And why and how would my very healthy son, acquire a fever of 106, bordering on seizures without ANY other symptom to show for it, nor a diagnotic cause? I later read months after our ER trip that Mason was in the .03% who can obtain the possible seizure inducing fevers post-MMR vaccine. Fortunately he netted no seizure but it sure as hell made me question the methodology of the vaccination schedule and the safety of my children.
Mason's not autisic. And I'd like to say we really dodged the bullet.
I'm not clinging to a man like Dr. Wakefield, as suggested by his critics, because he's standing up for parents of autisic children who have no one else who listens to their outcries about vaccines. As he emphatically stressed last night in the interview his concern is about the safety of the children, and that if so many children are affected after any shot then perhaps it's something worth investigating.
My God, have a witch hunt for all the parents out there questioning the CDC, the AAP and all of the other government backed groups also in tie with Big Pharma of America! How dare parents of the US question their legitamacy for the safety of their kids!
But, wait, I think I have a parental doctrine around the house somewhere spouting off something about that.
Yes, here it is: my kids' safety is my job.
post edit note: on the advice of Jason, yes we do continue vaccinating our children and will not be responsible for any outbreaks of whooping cough in the Greater Phila Area. Also, he insists he only dismissed one red light en route to the ER.
Monday, August 31
Sunday, August 23
Hold off on plunging tomatoes at my head or stoning me to a state of unconsciousness. I have very fond memories of my family vacations as a kid, but in hindsight it is from the perspective of a child and I have a new found perspective of being a parent. Of toddlers. And a very hormonal teenager. All of whom I love.
But now I need a vacation.
It was a week of beautiful weather. I scored a bronzey tan which I'm totally gloating about like I'm a 13 year old pool rat again trying to gain bragging rights to a summer tan before going back to school. And I caught some sweet waves. On my body board. Conceal the snide laughs; I haven't tested the surfboard on Jersey waves for God's sake.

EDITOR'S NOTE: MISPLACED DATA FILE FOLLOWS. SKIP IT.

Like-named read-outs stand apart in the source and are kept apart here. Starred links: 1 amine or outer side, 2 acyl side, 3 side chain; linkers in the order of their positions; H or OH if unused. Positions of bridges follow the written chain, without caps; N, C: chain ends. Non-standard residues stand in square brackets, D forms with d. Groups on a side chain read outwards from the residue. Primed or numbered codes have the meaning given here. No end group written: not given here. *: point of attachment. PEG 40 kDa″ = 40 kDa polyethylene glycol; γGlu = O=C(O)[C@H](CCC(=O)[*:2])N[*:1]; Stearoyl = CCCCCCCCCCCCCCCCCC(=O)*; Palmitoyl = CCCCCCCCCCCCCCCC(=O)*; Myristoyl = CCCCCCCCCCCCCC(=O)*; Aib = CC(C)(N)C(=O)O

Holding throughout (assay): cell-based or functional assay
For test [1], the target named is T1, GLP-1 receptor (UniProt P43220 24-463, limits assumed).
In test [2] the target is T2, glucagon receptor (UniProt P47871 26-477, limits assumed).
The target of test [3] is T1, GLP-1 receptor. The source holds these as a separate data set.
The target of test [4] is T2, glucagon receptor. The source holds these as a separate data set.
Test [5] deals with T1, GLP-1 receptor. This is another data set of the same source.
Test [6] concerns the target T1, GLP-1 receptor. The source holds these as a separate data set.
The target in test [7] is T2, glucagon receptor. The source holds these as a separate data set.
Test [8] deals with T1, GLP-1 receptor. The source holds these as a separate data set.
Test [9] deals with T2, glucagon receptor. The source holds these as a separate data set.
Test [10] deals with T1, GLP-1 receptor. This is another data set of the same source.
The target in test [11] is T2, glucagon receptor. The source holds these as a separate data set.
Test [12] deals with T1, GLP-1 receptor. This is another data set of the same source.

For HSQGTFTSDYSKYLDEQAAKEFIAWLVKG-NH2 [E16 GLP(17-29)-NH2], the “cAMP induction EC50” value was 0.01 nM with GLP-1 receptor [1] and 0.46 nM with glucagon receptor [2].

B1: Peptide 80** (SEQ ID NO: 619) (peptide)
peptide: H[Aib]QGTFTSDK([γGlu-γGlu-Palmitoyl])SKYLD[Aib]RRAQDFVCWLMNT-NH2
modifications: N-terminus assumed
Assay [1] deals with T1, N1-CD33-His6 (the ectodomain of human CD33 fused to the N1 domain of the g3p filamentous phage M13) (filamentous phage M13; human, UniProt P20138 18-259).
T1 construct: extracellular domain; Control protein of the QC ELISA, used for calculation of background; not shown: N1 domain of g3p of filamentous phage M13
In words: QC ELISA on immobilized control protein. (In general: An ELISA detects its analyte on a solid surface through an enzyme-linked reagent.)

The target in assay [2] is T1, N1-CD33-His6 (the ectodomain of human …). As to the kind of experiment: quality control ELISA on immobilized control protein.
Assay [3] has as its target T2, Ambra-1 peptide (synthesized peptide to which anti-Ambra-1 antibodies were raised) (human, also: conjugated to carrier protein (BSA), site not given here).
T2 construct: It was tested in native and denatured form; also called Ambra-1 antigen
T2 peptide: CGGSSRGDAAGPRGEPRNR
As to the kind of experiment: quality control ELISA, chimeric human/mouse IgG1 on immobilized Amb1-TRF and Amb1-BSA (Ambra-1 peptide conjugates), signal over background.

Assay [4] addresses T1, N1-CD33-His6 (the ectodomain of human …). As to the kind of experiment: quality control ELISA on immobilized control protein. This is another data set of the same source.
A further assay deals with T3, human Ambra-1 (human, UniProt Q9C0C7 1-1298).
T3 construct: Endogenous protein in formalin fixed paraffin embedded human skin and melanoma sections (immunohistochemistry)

Our family of five ventured to a gigundous beach house shared with my parents, my in laws, my grandma and my youngest teenage cousin who contributed to keeping the balance among the teenage population. I cooked four fantastic Rachael Ray meals that will be added to the bangin' foodie list. But it was beyond exhausting on many parts, mostly because of the kids. I've realized how much energy is put into them even more so on vacation because as a parent I want them to enjoy the aura of the beach as much as I do.
I want them to point to every obnoxious advertisement being flown overhead by the puddle jumper planes, the military jets that rip past us, the tug boat too close to shore, the sand crab pinching my toe, and the dolphins jumping beyond the waves. But they don't yet, so I act as the motherly tour guide for the majority of the time. Sorry folks, it's tiresome. Especially if your kids want nothing to do with the above and really only want to eat piles of sand by the fistful causing ungodly sights and stenches in their Pampers, thank you very much.
Add to that: a week of spoiling, limited structure and discipline and you have yourself a picture of childhood anarchy.
I was sad to see the week end mostly because through it all we had a great time, but Jason and I were eager to get home. Half way through the trip home we were busy crooning along to Bob Schneider, Barenaked Ladies, and Dave Matthews incessantly when our SUV began sputtering on the Schuylkill Express outside of Philly. It's not our vehicle, but was graciously borrowed from Jason's oldest brother. The Yukon died in transit on the Schuylkill three times before we literally stopped 500 yards before the Conshohocken exit.
A lot of things went through my mind at that point, mostly all of them referring to dangerous statistics about highway fatalities to stranded vehicles. Every tractor trailer that passed in a blur of motion sent chills down my spine as its sheer power sent our 7-passenger vehicle rocking subtly. The view out my window led to a steep hill bordering Amtrak lines. I am a catastrophic thinker, and all I kept seeing in my mind were headlines about a family's vacation ending tragically on the Schuylkill.
I began retracting the thoughts I had about my kids. The "seriously isn't it bedtime for you kids, yet?" thoughts. I still do regret thinking them. Well most of them anyway. The teenager's request for a pink bra, no I'm sorry a Victoria's Secret PINK bra, was still not happening during day two of vacation and will not happen now either, mind you, and I don't regret the internal expletive thoughts I had after that little proposal. And I don't regret my reaction to my toddlers' baffling stunt where they managed to score dad's electric shaver out of the wall, shave off pieces of each other's hair, dismantle the mechanism, all in about ten minutes after I put them to bed for naptime on day three of vacation.
But all of the other grumblings I said under my breath out of exhaustion... yea those I totally regret.
And I still need that vacation. As if it were in question.